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In popular culture, the friend zone (or friendzone) is a conceptual place describing a situation in which one person in a mutual friendship wishes to enter into a romantic or sexual relationship with the other person, while the other does not. The person whose romantic advances were rejected is then said to have "entered" (or to have been "put in") the friend zone, with the sense that they are stuck there.
The concept of the friend zone has been criticized as misogynistic, because of a belief that the concept implies an expectation that women should have sex with men in whom they have no interest, simply because the men were nice to them. This is closely associated with so-called "nice guy syndrome".
The friend zone was originally portrayed in the American sitcom television series Friends (1994). In the seventh episode, The One with the Blackout, Ross is lovesick for Rachel. According to the story, when two people meet, there is a short period in which there is potential for a romantic relationship. After this time, if they continue to see each other, they are in the "friend zone" and so a romantic relationship is effectively impossible, even if one of the parties wishes for it to be possible.
The term friendzone can be verbified, as in the sentence "So, she's friendzoned you." Although the term is apparently gender-neutral, friend zone is often used to describe a situation in a male-female relationship in which the male is in the friend zone and the female is the object of his unrequited desire, or vice versa, where the female is being friendzoned by the male, although less common. The person who does the friendzoning is referred to as the friendzoner, whereas the person who gets friendzoned is called the friend-zonee.
The term "friend zone" is sometimes used in pick up artist (PUA) literature, where it forms part of PUA theories about female sexual attraction to males.
Writer Jeremy Nicholson in Psychology Today suggested that a romantic pursuer, in order to avoid being rejected up front, uses a ploy of acting friendly as a "back door" way into a hoped-for relationship. When this method does not work, the pursuer consequently is placed in the friend zone.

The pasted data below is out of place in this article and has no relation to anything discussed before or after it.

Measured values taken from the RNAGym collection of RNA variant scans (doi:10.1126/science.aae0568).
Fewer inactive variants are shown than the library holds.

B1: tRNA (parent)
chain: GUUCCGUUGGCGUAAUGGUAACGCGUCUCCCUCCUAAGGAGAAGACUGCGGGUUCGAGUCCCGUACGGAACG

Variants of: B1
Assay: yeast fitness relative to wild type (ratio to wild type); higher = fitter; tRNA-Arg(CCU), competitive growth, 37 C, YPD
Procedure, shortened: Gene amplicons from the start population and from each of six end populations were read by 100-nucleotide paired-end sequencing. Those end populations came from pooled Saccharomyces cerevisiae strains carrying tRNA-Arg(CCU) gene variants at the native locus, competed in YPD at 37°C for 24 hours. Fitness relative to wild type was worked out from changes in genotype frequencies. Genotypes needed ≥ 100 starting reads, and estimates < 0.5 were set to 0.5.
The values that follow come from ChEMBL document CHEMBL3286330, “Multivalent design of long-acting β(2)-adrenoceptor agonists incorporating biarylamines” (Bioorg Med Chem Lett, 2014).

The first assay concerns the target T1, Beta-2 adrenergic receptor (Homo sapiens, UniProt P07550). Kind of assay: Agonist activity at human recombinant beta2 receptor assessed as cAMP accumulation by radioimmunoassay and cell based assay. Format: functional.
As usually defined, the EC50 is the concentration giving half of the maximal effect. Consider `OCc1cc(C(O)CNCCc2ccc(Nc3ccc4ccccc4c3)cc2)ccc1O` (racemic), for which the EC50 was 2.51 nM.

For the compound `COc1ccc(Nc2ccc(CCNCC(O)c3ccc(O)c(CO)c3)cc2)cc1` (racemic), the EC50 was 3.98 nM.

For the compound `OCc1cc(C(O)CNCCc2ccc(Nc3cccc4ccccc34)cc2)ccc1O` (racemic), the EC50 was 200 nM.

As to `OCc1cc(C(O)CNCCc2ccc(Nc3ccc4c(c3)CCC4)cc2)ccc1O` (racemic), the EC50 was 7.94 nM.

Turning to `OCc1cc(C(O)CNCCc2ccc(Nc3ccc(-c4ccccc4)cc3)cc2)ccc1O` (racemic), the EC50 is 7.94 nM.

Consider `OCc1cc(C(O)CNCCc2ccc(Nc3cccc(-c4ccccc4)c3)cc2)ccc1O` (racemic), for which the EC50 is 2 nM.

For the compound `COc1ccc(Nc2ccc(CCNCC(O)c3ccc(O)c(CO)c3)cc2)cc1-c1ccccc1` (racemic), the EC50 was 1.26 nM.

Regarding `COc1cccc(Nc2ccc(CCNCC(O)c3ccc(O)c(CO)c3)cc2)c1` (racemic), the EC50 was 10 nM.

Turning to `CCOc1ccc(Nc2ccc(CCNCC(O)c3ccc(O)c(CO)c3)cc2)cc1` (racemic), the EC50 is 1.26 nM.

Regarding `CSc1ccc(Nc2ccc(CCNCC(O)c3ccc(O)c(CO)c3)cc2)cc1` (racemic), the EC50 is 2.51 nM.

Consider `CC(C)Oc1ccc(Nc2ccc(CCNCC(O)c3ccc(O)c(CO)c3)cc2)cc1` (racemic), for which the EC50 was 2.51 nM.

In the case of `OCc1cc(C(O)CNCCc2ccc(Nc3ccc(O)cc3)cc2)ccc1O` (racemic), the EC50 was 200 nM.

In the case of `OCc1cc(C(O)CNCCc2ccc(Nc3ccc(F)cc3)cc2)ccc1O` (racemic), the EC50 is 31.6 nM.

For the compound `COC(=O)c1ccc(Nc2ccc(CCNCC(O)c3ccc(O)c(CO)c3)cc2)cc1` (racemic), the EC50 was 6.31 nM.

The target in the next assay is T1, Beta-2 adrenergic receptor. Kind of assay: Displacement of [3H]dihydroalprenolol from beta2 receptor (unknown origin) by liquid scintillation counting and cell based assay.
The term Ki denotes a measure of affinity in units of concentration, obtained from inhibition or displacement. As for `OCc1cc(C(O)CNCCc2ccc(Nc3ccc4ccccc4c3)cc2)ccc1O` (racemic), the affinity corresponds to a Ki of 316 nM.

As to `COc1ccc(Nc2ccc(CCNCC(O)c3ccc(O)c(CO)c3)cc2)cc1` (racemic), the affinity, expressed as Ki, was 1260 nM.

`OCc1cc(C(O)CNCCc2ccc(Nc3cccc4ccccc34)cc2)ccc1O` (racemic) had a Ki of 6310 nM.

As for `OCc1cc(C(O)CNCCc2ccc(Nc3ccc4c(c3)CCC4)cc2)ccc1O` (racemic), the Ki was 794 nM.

According to some psychologists, the man in a cross-gender friendship is more likely to be attracted to his woman friend than she is to him, and he is more likely to overestimate her interest in a romantic or sexual relationship.
Criticism of the term
Feminist writers have argued that the friend zone concept is misogynistic and rooted in male narcissism. The nice guy concept has been criticized as a gender trope with an underlying message that kind acts demand a sexual or romantic reward, and that this concept implies that if a woman and a man have a platonic friendship and the man becomes romantically attracted to the woman, then the woman has an obligation to return his affection. A woman who does not return her "nice guy" male friend's affection is viewed negatively or seen to be at fault.
TheGuardian.com contributor Ally Fogg argues that while the friend zone does not exist in a literal sense, men who use the term "friend zone" are not necessarily misogynists who feel entitled to sex. He states the term's usage reflects a genuine emotional experience for straight men with low self-esteem and self-confidence. He places blame on ingrained gender roles.
The term was popularized by a 1994 episode of the American sitcom Friends entitled "The One with the Blackout", where the character Ross Geller, who was lovesick for Rachel Green, was described by character Joey Tribbiani as being the "mayor of the friend zone".
The 2005 romantic comedy film Just Friends's main plot device is that the protagonist Chris Brander (played by Ryan Reynolds) is "friend-zoned" by his best friend (and secret love interest since school) Jamie Palamino (played by Amy Smart). His lack of confidence due to him being overweight and timid is reverted later in adulthood now that Chris has become a handsome, athletic and successful music producer; while still having unresolved issues with his unreciprocated love of youth, Jamie.
The Cartoon Network series Regular Show brings up and shows the friend zone on a regular basis, as one of the show's main characters, Mordecai, and his friend Margaret experience shifts in their relationship.
- "friend zone", Oxford English Dictionary, retrieved 22 January 2014,
...a situation in which a friendship exists between two people, one of whom has an unrequited romantic or sexual interest in the other...
- Dickson, E.J. (12 October 2013). "6 reasons the "friend zone" needs to die". Salon.com. Salon Media Group Inc. Retrieved 26 April 2015.
- Marcotte, Amanda (27 May 2014). "The dangerous discourse of "the friend zone"". rawstory.com.
- "The Friend Zone: Less Innocuous than it Seems? - the Jambar".
- "6 reasons the "friend zone" needs to die". Salon. 2013-10-12. Retrieved 2017-10-25.
- "Women Get Friend-Zoned Too – and Men Still Sleep with Them Anyway".
- Nicholson, Jeremy (1 March 2013). "Avoiding the Friend Zone: Becoming a Boyfriend or a Girlfriend". Psychology Today: 3.
- Fogg, Ally (8 January 2013). "Not all men in the 'friend zone' are bad guys". The Guardian. Retrieved 29 November 2014.
- Bleske-Rechek, April; Somers, Erin; Micke, Cierra; Erickson, Leah; Matteson, Lindsay; Stocco, Corey; Schumacher, Brittany; Ritchie, Laura (August 2012). "Benefit or burden? Attraction in cross-sex friendship". Journal of Social and Personal Relationships. 29 (5): 569–596. doi:10.1177/0265407512443611. S2CID 4991872. Pdf.
- Moore, Tracy (2 November 2014). "Hey Dude, You're Not Stuck in the Friendzone Cuz You Dress Shitty (blog)". Jezebel. Univision Communications. Retrieved 26 April 2015.
- "Friends: The One With the Blackout Recap". TV.com. Archived from the original on 5 December 2008. Retrieved 14 January 2008.